In a video posted to social media, O’Toole, who is widely believed to be MacKay’s main challenger, said the country needs to come before politics.
He called on the party to delay the race “to ensure that all time and effort” of Conservative MPs and grassroots members could be “focused on helping our constituents and the needs of our communities in the fight against COVID-19.”
“I’m not leaving the race. In fact, I believe we will win it. But today, I’m proposing we put the needs of our fellow citizens first,” he said in his video.
The Conservative Party’s Leadership Election Organizing Committee has repeatedly said it will not change the contest timelines. Lisa Raitt, the co-chair of the group, told CTV Monday that remains the plan. “We are continuously looking at it and we hear what people are saying in terms of the various candidates coming forward and indicating their concerns but our timelines are still our timelines,” she is quoted saying.
In an email Monday, O’Toole repeated that he has instructed his campaign team to use their resources to try to help local communities and those in need rather than his leadership bid. He included a list of charities that could benefit from additional support: Food Banks Canada, Children’s Aid Foundation, Kids Help Phone, Unison Benevolent Fund and the Alzheimer’s Society.
He also noted that in addition to this list there are “thousands of faith-based organizations across Canada doing their part, too.”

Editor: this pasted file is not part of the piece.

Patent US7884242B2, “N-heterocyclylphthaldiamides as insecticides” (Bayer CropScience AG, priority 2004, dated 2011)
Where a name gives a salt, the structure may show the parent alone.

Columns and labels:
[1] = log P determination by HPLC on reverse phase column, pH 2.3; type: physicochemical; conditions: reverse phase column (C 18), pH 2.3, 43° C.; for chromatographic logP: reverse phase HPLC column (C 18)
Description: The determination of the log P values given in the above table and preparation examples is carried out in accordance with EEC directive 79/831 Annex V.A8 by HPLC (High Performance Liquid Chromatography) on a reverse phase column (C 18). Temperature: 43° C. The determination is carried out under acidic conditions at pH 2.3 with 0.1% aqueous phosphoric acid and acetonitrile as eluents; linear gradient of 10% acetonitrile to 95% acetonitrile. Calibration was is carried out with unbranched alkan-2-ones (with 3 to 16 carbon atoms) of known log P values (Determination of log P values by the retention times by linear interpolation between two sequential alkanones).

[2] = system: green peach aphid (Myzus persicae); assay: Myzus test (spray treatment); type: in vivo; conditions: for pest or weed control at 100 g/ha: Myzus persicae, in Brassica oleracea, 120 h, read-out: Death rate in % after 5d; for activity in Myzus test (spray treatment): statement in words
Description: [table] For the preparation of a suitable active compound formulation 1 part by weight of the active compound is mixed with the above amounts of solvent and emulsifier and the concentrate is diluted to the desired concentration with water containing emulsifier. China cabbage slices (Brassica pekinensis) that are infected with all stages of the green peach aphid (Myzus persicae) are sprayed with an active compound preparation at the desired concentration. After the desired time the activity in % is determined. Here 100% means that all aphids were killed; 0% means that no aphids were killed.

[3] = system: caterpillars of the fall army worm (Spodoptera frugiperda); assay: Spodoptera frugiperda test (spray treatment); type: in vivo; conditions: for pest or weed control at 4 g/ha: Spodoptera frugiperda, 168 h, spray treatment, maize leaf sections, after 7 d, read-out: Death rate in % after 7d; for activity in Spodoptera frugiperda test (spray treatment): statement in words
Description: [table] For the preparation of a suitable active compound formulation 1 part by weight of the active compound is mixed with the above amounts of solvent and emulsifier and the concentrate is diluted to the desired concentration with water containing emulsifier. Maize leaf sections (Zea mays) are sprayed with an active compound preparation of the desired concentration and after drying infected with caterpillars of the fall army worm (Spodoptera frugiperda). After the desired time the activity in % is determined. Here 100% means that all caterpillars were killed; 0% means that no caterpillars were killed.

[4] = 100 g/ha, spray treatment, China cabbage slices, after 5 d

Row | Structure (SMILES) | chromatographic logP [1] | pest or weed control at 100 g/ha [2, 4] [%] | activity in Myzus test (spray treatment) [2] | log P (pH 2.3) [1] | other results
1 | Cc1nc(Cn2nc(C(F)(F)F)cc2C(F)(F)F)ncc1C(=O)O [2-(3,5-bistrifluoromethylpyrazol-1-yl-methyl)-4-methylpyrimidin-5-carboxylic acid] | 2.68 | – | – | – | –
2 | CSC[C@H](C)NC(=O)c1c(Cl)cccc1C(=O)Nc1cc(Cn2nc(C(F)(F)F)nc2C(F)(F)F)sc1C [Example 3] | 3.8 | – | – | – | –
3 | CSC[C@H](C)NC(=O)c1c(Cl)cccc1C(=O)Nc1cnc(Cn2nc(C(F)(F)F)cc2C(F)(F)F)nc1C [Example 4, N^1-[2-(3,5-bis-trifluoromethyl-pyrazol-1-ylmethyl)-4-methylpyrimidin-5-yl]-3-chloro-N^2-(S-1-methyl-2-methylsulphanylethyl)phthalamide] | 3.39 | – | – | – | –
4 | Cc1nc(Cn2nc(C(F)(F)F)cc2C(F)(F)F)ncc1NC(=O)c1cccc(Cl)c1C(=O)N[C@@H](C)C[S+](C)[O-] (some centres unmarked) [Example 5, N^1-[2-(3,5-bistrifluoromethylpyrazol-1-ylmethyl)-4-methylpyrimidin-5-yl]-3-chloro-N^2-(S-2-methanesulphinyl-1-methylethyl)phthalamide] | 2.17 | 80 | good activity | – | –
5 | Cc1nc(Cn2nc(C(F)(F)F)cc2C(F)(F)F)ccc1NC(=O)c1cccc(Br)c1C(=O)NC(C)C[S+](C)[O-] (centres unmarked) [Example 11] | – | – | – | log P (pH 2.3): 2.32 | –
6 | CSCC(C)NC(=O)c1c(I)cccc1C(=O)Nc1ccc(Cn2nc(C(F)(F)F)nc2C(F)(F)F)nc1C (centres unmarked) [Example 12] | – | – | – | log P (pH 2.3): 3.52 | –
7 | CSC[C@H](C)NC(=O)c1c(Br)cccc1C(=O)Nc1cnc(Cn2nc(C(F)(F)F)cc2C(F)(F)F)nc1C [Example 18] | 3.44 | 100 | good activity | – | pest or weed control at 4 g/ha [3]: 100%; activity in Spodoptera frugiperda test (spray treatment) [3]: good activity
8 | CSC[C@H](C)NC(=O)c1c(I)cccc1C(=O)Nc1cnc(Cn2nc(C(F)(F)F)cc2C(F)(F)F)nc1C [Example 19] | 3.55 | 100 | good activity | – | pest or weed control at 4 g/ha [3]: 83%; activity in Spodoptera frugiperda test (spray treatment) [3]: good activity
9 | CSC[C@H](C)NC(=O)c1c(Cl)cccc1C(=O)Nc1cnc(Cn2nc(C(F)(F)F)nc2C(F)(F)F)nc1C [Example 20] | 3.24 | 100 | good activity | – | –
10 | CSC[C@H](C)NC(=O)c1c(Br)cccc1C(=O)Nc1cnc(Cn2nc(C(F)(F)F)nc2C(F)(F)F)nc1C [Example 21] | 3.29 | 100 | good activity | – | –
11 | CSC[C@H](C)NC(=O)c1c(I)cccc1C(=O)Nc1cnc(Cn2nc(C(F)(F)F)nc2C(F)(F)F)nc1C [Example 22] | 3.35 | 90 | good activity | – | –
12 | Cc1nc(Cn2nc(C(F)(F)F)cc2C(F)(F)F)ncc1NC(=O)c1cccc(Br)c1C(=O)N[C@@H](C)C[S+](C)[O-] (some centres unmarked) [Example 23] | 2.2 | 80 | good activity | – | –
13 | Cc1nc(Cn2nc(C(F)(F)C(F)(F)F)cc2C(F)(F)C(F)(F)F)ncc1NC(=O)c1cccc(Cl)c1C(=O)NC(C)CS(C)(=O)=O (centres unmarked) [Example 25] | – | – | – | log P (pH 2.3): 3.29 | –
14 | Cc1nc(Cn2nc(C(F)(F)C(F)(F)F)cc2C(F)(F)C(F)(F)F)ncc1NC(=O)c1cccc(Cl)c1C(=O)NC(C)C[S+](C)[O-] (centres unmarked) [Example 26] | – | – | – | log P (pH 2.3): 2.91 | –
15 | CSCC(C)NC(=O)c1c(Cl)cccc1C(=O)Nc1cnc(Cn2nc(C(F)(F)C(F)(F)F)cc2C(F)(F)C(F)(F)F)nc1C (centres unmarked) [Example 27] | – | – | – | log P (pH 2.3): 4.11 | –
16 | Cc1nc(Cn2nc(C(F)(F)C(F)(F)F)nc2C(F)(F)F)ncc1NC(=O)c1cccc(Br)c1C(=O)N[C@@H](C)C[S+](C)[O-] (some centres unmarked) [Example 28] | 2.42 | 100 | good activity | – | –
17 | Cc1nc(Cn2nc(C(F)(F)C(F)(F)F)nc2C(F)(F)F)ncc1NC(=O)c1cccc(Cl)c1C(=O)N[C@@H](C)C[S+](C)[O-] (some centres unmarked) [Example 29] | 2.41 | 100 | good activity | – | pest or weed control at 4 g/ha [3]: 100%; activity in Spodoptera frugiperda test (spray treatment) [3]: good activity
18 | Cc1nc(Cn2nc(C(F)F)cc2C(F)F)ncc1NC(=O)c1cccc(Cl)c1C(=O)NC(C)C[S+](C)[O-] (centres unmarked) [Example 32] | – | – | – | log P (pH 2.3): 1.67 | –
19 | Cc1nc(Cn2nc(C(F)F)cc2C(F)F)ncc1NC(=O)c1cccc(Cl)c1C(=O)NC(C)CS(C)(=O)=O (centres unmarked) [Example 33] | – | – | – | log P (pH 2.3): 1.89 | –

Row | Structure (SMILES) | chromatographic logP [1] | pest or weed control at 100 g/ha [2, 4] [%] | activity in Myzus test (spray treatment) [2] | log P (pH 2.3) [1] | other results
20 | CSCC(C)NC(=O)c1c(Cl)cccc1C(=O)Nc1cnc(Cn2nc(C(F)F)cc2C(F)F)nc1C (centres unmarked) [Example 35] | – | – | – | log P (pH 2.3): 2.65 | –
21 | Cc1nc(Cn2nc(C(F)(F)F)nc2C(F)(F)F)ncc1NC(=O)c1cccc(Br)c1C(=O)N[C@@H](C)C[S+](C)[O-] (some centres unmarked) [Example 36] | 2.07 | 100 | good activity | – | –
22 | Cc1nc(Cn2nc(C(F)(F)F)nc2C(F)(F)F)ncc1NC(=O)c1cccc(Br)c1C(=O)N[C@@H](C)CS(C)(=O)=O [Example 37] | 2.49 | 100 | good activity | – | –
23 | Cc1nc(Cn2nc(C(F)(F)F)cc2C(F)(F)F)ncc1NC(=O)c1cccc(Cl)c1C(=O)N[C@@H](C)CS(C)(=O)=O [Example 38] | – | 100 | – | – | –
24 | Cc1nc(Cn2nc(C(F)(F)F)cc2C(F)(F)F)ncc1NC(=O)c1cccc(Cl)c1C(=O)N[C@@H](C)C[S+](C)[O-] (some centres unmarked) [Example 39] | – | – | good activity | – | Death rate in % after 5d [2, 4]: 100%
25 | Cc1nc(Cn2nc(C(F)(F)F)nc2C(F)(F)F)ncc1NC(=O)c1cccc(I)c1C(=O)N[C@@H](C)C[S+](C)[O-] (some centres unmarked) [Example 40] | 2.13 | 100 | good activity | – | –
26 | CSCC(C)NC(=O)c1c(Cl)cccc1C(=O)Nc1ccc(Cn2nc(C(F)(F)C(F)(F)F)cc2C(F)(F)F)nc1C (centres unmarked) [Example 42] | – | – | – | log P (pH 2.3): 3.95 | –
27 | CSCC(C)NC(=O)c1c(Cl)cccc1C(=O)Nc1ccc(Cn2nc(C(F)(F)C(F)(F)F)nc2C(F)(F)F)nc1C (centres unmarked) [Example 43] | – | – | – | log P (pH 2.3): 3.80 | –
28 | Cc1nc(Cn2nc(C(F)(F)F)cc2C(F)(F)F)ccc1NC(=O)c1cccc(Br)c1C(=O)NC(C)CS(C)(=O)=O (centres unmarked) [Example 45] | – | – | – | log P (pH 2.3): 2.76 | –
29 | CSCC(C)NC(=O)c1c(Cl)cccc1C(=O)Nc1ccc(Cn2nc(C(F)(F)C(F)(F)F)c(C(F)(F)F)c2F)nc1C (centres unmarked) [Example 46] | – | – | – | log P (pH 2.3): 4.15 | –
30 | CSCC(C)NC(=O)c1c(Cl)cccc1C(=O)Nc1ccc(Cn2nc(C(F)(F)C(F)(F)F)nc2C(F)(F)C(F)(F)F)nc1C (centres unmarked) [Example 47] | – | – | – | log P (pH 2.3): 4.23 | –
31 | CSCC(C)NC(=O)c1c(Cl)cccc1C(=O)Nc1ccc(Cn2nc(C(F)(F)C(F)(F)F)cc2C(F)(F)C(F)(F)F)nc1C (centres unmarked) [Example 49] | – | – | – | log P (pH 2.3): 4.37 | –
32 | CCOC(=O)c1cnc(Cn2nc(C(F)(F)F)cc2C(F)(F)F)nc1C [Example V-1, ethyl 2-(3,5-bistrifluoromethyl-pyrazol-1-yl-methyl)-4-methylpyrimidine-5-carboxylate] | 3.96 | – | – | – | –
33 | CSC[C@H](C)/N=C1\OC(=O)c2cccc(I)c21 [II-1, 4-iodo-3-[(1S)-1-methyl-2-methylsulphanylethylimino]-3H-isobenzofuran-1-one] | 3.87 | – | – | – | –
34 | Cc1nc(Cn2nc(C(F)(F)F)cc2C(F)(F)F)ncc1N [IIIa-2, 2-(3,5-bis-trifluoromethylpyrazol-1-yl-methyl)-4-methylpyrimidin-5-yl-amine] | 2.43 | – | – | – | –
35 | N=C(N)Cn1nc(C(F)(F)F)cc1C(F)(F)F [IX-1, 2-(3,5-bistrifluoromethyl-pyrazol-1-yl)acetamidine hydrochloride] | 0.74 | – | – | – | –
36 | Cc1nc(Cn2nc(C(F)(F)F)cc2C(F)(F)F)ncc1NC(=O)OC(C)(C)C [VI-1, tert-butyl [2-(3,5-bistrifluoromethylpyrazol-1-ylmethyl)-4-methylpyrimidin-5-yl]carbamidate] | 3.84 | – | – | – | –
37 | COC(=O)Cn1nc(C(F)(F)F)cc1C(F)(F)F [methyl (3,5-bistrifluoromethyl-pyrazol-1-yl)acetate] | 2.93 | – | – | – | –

O’Toole has begun to court social conservatives, supporters of Sloan and Leslyn Lewis, a Toronto lawyer, who have the backing of Campaign Life Coalition.
MacKay publicly suggested last fall that one of the reasons Conservative Leader Andrew Scheer lost the 2019 election was that his anti-abortion and discomfort with same-sex marriage hung around his neck like a “stinking albatross” and derailed the Tories’ campaign.
In an email to HuffPost, MacKay’s spokesman, Jordan Paquet, said that by calling for the contest to be moved up, the campaign was responding to the Liberals’ attempt to shut down the role of the opposition.
Monday, the federal government floated a bill to the opposition asking for the extraordinary ability to tax and spend without parliamentary approval until the end of 2021 — the Liberals have since back-pedalled.
In another email Tuesday morning, MacKay said the party urgently needs a new permanent leader to keep the Liberals accountable and transparent.
“If it requires MPs from all parties to remain in Ottawa throughout this crisis to provide oversight, then that’s what we should do,” MacKay said. “Parliament in the UK remains in session. The legislatures in the US have not shut down.”
MacKay also accused the Liberals of having “continued to fundraise throughout this crisis” — something all political parties have done by accepting funds through donate buttons on their websites.
Members of MacKay’s own team on Monday met to discuss ways to “maximize” the sale of memberships across the country while Parliament is off for five weeks during the pandemic.
WATCH: Peter Mackay on ‘stinking albatross’ comment.